Youth Music's Douglas Lonie presents research at international community music conference

Youth Music's Douglas Lonie presents research at international community music conference

Exploring using music technology in the classroom is one of the ways in which formal and non-formal teachers could work together and learn from each other.

Posted: 28 February 2013

Dr Lonie says schools, music services and community music organisations must start ‘singing from the same sheet’ if the National Plan for Music Education is to succeed.

Dr Douglas Lonie, Youth Music's Research and Evaluation Manager, presented a paper at the first international Community Music and Music Pedagogy conference at Ludwig Maximilian University in Munich this weekend.

The conference explored the latest methods, strategies and theories about teaching music.

“It’s essential that schools, music services, and community music organisations understand each other’s perspectives and ways of working if the National Plan for Music Education is to be truly inclusive.” Douglas Lonie

In his address, Dr Lonie drew on the Communities of Music Education research study, commissioned by Youth Music and conducted by Dr Jo Saunders and Professor Graham Welch of the Institute of Education.

The study examines the issues faced by community music organisations and schools working together, as well as differences in teaching and learning approaches between those organisations.

Non-formal music education methods

Community organisations tend to use a non-formal model of teaching, as opposed to the curriculum and exam focus generally used in schools.

Dr Lonie outlined some of the distinctive features of non-formal music teaching and learning approaches as identified in the research.These included:

  • limited 'teacher talk'
  • alternative approaches to instruction
  • demonstrating the techniques of playing and the ways of being a musician (giving learners a model of how to do something)
  • establishing ‘horizontal learning’ with more able learners (i.e. peer-led learning and less hierarchical relationships)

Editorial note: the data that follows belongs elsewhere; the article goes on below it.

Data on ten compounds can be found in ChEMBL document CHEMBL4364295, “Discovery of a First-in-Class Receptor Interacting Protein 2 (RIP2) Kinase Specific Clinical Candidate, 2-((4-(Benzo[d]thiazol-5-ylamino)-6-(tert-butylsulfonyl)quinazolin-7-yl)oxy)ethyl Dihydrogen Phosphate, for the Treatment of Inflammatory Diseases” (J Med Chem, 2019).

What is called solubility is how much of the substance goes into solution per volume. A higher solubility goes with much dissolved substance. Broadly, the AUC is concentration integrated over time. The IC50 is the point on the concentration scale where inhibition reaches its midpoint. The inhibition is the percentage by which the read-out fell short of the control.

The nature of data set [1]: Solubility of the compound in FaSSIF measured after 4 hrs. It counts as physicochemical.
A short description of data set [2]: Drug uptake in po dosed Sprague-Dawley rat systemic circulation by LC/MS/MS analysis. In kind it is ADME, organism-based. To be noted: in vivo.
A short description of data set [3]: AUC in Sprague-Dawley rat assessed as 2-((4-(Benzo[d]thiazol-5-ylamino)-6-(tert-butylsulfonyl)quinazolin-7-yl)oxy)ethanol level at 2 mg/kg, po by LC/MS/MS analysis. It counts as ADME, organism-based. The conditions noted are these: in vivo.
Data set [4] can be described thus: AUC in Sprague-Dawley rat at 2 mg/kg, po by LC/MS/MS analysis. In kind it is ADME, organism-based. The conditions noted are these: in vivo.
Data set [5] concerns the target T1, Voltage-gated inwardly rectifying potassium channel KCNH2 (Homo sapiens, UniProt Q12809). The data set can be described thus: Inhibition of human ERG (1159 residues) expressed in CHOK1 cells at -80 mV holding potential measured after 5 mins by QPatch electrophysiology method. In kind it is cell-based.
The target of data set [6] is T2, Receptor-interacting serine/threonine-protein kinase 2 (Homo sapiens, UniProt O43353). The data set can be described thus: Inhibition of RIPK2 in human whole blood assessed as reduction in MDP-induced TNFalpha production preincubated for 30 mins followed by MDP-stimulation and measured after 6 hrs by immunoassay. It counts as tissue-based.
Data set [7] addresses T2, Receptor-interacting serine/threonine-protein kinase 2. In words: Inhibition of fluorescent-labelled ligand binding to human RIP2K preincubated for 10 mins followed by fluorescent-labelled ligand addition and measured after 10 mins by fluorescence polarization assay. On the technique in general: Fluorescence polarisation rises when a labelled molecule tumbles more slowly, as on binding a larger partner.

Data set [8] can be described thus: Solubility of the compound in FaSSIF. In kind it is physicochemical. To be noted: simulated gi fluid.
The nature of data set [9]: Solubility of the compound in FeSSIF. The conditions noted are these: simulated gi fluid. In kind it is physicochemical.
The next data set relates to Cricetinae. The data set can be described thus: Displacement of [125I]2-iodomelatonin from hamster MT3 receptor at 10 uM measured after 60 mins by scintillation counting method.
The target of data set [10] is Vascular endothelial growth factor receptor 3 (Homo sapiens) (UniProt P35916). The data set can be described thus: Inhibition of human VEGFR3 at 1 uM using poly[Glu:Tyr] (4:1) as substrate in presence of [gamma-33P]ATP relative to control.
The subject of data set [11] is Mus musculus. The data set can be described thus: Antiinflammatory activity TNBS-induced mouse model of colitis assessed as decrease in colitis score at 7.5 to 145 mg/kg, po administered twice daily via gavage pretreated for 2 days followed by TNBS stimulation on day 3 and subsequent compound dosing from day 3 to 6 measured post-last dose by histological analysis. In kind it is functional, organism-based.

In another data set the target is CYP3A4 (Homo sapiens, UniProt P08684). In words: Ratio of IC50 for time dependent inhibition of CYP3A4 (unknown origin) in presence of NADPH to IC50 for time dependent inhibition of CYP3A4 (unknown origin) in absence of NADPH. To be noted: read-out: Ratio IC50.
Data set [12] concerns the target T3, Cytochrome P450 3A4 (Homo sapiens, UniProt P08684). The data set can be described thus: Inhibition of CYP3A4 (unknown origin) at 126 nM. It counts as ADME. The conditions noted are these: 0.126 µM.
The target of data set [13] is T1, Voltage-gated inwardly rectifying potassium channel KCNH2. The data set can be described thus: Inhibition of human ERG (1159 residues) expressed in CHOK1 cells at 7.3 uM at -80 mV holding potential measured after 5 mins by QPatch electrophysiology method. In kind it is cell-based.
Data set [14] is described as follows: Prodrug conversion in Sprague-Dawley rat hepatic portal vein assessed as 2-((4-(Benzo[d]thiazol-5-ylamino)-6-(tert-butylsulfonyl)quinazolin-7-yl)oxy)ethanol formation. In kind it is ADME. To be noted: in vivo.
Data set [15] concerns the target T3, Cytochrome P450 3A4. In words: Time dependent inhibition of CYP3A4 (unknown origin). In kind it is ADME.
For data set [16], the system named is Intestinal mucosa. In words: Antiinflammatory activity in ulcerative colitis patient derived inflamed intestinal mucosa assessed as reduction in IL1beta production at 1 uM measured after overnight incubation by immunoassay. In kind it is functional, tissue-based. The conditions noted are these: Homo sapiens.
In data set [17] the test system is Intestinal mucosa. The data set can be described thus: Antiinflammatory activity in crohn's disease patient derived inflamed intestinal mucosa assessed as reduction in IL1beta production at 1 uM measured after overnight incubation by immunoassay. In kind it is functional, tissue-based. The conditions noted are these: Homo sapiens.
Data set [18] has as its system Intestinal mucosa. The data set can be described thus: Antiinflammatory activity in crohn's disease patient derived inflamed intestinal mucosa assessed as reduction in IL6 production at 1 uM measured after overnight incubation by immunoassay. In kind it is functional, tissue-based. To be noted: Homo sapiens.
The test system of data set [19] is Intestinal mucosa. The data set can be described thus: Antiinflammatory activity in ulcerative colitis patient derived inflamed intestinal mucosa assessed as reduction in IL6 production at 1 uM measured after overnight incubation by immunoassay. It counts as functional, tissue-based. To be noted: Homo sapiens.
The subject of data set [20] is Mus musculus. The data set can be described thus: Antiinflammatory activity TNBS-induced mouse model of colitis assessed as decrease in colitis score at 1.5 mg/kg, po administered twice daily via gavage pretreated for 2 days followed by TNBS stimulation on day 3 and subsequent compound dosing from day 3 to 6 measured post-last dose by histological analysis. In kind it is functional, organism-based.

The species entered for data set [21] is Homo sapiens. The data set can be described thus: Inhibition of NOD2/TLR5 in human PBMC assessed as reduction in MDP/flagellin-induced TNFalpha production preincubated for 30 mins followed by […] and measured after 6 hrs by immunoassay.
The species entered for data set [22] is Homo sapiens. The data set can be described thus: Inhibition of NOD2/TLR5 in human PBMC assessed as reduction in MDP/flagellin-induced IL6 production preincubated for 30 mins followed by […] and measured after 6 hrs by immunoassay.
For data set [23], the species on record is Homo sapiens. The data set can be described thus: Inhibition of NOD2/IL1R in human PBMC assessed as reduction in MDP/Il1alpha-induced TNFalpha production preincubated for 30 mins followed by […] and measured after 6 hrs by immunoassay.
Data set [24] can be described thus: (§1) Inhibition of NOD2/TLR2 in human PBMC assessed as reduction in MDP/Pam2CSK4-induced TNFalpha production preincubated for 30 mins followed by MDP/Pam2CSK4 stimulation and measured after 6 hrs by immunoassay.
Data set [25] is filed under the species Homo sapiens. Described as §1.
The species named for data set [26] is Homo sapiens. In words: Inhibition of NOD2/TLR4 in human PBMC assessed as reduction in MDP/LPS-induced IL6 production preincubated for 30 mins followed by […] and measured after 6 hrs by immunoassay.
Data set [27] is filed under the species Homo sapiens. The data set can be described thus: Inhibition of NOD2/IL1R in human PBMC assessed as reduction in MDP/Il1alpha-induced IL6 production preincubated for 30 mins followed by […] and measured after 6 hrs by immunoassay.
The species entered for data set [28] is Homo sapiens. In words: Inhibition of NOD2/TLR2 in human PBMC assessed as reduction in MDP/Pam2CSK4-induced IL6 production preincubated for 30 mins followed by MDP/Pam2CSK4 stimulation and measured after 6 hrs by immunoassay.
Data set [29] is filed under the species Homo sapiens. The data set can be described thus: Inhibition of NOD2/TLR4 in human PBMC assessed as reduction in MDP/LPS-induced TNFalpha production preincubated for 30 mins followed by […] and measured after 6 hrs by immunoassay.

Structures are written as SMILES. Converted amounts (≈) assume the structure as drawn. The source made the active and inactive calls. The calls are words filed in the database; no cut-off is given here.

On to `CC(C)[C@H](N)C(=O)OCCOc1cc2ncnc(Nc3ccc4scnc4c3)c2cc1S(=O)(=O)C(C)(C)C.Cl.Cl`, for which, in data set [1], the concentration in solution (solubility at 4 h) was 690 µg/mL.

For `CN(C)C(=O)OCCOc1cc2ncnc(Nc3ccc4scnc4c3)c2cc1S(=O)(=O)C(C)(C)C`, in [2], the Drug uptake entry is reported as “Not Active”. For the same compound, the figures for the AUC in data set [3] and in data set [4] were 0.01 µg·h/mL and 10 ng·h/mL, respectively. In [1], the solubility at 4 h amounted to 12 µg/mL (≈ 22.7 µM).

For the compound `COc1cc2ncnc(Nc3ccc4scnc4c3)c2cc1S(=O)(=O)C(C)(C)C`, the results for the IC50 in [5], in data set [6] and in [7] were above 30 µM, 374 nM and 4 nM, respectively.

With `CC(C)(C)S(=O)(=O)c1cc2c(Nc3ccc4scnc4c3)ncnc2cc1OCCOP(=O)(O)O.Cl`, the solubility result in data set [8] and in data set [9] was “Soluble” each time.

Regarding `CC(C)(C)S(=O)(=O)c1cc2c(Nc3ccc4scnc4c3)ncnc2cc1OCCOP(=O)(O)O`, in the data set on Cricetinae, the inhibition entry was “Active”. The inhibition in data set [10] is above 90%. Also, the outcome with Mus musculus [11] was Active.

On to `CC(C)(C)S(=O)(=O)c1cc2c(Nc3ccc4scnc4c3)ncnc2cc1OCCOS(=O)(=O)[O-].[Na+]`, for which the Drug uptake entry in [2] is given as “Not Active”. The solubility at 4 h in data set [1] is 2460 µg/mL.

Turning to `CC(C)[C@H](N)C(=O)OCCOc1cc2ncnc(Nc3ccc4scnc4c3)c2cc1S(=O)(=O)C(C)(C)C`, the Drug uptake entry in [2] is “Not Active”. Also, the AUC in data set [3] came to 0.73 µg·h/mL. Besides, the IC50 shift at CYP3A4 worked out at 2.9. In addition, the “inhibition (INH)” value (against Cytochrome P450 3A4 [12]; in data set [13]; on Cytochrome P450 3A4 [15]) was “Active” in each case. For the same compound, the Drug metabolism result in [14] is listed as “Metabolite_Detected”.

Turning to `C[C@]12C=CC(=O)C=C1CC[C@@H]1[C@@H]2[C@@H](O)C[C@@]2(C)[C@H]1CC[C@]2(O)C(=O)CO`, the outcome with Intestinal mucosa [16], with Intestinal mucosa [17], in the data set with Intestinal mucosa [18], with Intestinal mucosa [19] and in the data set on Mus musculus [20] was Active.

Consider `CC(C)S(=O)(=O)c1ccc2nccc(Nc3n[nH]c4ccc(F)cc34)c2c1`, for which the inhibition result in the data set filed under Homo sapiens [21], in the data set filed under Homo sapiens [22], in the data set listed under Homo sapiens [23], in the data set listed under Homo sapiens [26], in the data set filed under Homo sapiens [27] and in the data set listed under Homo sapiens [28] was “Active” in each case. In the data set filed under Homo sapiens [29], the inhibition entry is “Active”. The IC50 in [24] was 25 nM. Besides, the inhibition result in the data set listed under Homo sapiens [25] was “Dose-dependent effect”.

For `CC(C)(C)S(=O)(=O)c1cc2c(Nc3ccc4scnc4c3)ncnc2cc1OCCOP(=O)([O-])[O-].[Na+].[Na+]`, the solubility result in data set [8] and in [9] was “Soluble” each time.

• establishing a mentoring-type relationship with less musically confident learners

“Community music settings have a lot to offer young people across a range of styles, genres, instruments and methods not currently supported in the curriculum. This presents a number of opportunities to schools in working with others.” Douglas Lonie

A particularly interesting aspect of the Communities of Music Education study compares Ofsted guidance indicating the ‘outstanding characteristics’ of a school music lesson with the characteristics of observed sessions in the non-formal sector. The findings indicate that there are areas of common ground in high quality musical learning across these different contexts.

Music projects can benefit from partnership

Whilst the research highlights the lack of mutual understanding between potential partners in formal and non-formal musical settings about their ways of working and different terminologies, it also suggests there are strengths in the different methods of delivery and ways of working employed by both sectors. Music education providers have a huge amount to learn from each other.

“We are all interested in providing the highest quality music education to as many young people as possible.  This research should help providers talk about what quality looks and sounds like across different learning contexts. These conversations will be crucial to the success of Music Education Hubs and a National Plan that is relevant to all young people.” Douglas Lonie

Youth Music's research and professional support

In addition to supporting music projects around the country, Youth Music conducts evaluation and research in order to lead fresh thinking on music education.

Over 3,200 music education professionals have joined our online Youth Music Network to share ideas, innovation and best practice.